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Trajectories of objects thrown from a height

  1. Aug 3, 2012 #1
    Hello,

    I am new to this forum. I am having trouble with conceptualizing trajectories of objects.

    Here is a specific question that I can figure out:

    If a car is travelling down the hill with an incline and an object is thrown out of the car, what is the trajectory of the object? Would the object move in a half inverted parabola shape? How can I tackle such questions?

    Another question on kinetic energy and momentum conservation:

    A 2.00 kg mass is moving at 2.00 m/s and strikes another 2.00 kg mass which is stationary. If kinetic energy is conserved, how will they move following the collision. Assume that the fist mass is moving to the right.

    My guess is that the second will move to the right with a speed of 2m/s while the first mass will become stationary. I am not sure and would appreciate if someone could help explain this.

    Thanks!
     
    Last edited: Aug 3, 2012
  2. jcsd
  3. Aug 3, 2012 #2
    Welcome to PhysicsForums ostrich!

    Trajectories comprise a lot of different stuff. Firstly, you are correct in assuming that the object will move in an inverted parabola. A good source for general knowledge (including the general equation of motion) is here: http://en.wikipedia.org/wiki/Trajectory

    If you are looking for simple values, this is a good website that can calculate various values you might be looking for: http://hyperphysics.phy-astr.gsu.edu/hbase/traj.html

    In general, you can approach the problem in a couple different ways. If you know calculus, you can start by knowing that the acceleration due to gravity is a constant no matter what you are talking about. From there you can anti-derive to figure out the equations of motion.

    If you don't know calculus, I would start with the equations listed on the pages I linked. In general, all you really need to figure out the trajectory of any object is the angle ##\theta## and the velocity ##v## of the object in question, and using the various equations you can figure everything else out.

    Let us know if you need any more help :)
     
  4. Aug 4, 2012 #3
    Any motion under gravity is a sum of two motions: the motion in a straight line with a constant speed (determined by the velocity of the object as it left the car - direction is important!) and the vertical accelerated downward motion due to gravity. For motions within relatively small regions, we can assume gravity to be constant, then the downward motion is uniformly accelerated, in which case the resultant motion is a parabola.

    Regarding the other question, your intuition is right. This could be proven formally by applying the laws of conservation of momentum and energy.
     
  5. Aug 4, 2012 #4

    CWatters

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    Presumably what you are trying to find out is the trajectory of the ball relative to some reference point (eg an observer standing on horizontal ground).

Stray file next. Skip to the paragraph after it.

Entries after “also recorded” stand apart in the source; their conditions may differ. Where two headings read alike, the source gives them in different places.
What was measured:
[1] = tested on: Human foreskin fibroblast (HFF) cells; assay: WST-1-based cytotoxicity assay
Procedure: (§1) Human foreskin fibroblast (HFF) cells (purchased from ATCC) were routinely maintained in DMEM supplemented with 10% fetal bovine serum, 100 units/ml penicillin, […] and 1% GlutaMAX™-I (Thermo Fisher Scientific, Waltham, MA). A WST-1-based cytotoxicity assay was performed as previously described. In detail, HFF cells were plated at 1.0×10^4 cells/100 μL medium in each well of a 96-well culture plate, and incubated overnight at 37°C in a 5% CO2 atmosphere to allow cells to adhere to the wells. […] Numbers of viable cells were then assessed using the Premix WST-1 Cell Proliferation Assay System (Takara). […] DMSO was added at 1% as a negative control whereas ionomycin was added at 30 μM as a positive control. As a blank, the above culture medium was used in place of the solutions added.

What happens to the car before and after the ball is released doesn't matter. "All" you need to do is work out the initial velocity and direction of the ball with respect to the reference point on horizontal ground.

    Lets say the problem gives you information about the initial path of the ball with respect to the car. You have use that, and information on the path of the car, to calculate the initial path with respect to horizontal ground. Typically that would involve vector addition.

    Once you have calculated the initial conditions for the ball the problem becomes similar to that involving a ball fired from a stationary cannon.
     
  6. Aug 4, 2012 #5
    Thanks for the quick response!

    What I was getting confused with is that this question stated to draw out the trajectory of the object but also mentioned that the object is thrown out of the the can while the car is coming down on the hill. I know that stationary objects thrown from a height follow an inverted parabola shape similar to projectile motion when objects are thrown from a building but what if the car is moving while the object is thrown out of it, does that change anything in this situation?
     
  7. Aug 4, 2012 #6
    Resolve the velocity of the down hill to horizontal and vertical.
    These velocities will be the initial vertical and horizontal velocity of the object.
    The equation still an inverted parabola.
     
  8. Aug 4, 2012 #7

    CWatters

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    Yes it does change things. For example if you are driving in a car at 30mph and you throw a baseball backwards at 30mph (with respect to the car) then it's forward motion is zero relative to the ground and it's just going to drop vertically.
     
  9. Aug 4, 2012 #8
    It changes things, but a ball will still always fall in a parabola (if you let me call a straight line an infinitely skinny parabola). The difference comes with the initial velocity.

    If you know how to add vectors, adding the vector for the velocity you threw the ball with and the velocity of the car, the resultant vector will be the proper velocity to enter into the equations.
     
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